During the first call, we noodle at least one sticking point or a difficult transition they are currently working on. We find at least one way to move forward positively right then and there. My one-on-one coaching programs run for six or 12 months for a specific number of hours per month. Each program contains many of the same teaching elements; however, each program is individually created for each client. I meet them where they are. No two are exactly the same because no two souls are the same.

It takes time to identify and work through layers and years of this and past lives. I have been described as a tough love coach in a velvet glove. I feel that is pretty accurate. I am always humbled and inspired by how deep my clients are prepared to dive, and by the privilege of working with their spirit guides and angels, as a medium and empath. I incorporate healing Reiki, sound, meditation, and EFT among other things. My coaching is grounded, practical, spiritual, balanced, intuitive and fun.

You certainly have a wonderful variety of tools and modalities. It must be rewarding to find the right mix for an individual. What does the ideal outcome look like as you move through your work together?

The ideal outcome is to create balance, clarity and optimal coherence in their lives. Together we identify and learn how to deal with self-sabotage, negative self-talk and disempowering practices, and then replace them with tools for living and making solid, empowering choices from a place of self-awareness.

It is very gratifying that many of my clients elect to keep working with me in a coaching capacity beyond their contract terms. My practice is very full and fulfilling. I only take on clients who are passionate and prepared to the work on themselves, to create their best reality. A few times I have had to gently fire a client who did not need me anymore, as they were more than ready to step into their own power.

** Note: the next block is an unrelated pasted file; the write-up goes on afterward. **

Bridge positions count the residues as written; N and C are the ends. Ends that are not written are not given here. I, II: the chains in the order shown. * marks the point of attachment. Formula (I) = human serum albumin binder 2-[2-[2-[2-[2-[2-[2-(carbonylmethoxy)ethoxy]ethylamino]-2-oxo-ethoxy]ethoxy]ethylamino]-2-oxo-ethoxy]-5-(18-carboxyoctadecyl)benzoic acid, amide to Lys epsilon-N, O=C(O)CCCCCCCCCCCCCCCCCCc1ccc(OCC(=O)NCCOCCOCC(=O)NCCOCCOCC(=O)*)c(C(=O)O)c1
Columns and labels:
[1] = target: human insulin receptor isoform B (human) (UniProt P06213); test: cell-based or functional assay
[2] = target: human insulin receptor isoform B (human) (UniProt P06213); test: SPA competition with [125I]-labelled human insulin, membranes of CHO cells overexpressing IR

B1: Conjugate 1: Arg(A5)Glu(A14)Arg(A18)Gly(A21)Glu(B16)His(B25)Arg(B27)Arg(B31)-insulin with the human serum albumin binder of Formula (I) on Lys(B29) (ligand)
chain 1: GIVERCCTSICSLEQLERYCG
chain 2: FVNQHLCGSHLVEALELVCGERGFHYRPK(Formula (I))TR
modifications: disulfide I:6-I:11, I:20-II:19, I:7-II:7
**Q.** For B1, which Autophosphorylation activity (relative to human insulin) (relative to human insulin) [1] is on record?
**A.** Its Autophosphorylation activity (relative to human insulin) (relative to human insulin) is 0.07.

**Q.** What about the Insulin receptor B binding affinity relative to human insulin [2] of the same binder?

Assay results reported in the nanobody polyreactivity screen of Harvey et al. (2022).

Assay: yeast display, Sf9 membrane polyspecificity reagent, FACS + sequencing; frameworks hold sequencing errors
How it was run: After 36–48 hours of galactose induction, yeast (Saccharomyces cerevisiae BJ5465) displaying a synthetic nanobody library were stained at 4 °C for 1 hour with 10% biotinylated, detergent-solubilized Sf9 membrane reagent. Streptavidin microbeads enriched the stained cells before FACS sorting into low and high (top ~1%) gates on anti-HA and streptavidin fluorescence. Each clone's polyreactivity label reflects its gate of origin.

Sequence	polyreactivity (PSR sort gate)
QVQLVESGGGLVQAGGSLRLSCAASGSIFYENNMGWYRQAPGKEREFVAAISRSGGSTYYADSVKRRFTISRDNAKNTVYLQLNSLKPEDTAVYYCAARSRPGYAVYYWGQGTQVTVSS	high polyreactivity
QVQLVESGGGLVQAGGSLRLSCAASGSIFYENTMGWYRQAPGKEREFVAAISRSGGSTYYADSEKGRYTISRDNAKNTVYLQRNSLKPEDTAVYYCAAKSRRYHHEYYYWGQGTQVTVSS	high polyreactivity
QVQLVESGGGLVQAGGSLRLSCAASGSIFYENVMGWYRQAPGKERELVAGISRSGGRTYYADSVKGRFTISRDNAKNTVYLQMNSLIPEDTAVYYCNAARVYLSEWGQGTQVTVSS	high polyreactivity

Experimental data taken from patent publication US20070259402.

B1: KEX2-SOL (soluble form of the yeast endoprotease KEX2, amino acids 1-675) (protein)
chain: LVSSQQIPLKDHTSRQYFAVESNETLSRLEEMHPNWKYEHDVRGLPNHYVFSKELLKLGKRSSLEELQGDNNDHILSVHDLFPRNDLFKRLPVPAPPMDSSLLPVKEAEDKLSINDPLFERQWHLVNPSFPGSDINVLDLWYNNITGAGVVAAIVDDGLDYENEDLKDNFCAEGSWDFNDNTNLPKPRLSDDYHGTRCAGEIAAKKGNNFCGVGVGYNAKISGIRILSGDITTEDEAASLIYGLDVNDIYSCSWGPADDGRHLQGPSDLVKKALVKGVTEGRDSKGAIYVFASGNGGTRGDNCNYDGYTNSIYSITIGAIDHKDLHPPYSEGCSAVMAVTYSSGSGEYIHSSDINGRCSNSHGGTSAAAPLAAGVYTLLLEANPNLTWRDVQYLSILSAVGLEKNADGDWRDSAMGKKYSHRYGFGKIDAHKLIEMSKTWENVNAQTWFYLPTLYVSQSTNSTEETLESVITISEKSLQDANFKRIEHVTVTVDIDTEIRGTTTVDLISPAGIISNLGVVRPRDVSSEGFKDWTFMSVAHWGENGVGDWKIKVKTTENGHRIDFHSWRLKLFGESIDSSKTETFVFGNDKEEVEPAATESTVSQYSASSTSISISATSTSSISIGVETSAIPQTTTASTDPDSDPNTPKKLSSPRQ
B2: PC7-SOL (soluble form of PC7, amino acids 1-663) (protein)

How does the process differ when you work with a group? 

Until now, the only groups I have led have been part of holistic expos and wellness events, where I was speaking and presenting workshop sessions on a single topic: aura and chakra balancing, or the power of intention, et cetera. While that has been a wonderful part of my life and business that I will continue to do on a limited basis, it is about to change rapidly. I cannot keep up with the growing demand for one-on-one coaching. So embracing a group online platform is the next logical step forward to continue my work.

I am very excited to be rebranding and launching a new website, Facebook page and group. And, time allowing, I will offer three monthly online master classes, as well as participate in an extraordinary (soon to be announced) Women’s Spiritual Summit online. The icing on that cake will be launching two six-month, or one 12-month, online Zero 2 Clarity group programs in late fall this year or early 2021. I am still deciding the timeline on that.

Yes, like your clients, you continue to evolve and shift. Let’s talk more about your rebranding and new website. Tell us about your new focus and what differences, and similarities, visitors can expect.

It’s another positive step forward for me in my own evolution as a coach and teacher. Same Donna, same modalities and principles, just more of me, for more of you, in more places. We are launching in the next few weeks—a brand new name, look, and some exciting new and expanded programs.

I am not divorcing myself of Soul Full Solutions. I am incorporating it as a direct result of using the methods, principles, programs and tools I have developed in my powerful Zero 2 Clarity coaching programs. Soul Full Solutions will be the measurable results achieved from working with me and the tools I provide as I guide my clients and groups through the programs. So will be a melding of both. There will be period of overlapping sites as we integrate to ensure no one gets left out in the cold.